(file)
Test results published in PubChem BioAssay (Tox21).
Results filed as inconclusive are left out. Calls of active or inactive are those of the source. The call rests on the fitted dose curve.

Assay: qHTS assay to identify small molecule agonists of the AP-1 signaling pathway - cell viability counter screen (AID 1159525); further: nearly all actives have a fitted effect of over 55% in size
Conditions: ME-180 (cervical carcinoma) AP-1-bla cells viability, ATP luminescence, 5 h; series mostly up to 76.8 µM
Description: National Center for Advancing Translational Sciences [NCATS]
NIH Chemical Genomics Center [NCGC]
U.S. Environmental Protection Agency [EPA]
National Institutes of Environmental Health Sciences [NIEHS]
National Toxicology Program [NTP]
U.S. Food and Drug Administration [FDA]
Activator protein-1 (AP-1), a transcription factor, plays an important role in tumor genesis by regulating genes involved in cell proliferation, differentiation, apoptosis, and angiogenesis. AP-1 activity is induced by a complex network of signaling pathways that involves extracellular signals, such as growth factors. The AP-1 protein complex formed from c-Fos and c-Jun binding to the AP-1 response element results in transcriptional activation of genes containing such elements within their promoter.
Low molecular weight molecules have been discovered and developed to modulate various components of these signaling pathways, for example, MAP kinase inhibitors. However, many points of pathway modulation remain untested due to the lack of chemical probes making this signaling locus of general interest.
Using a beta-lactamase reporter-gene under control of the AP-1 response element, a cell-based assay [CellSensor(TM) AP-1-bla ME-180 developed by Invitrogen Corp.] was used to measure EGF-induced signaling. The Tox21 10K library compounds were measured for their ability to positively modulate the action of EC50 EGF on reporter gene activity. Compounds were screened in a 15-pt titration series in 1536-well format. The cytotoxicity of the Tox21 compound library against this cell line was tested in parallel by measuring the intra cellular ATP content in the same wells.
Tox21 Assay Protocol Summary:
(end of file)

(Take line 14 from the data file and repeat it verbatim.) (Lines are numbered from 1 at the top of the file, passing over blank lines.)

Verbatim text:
Tox21 Assay Protocol Summary: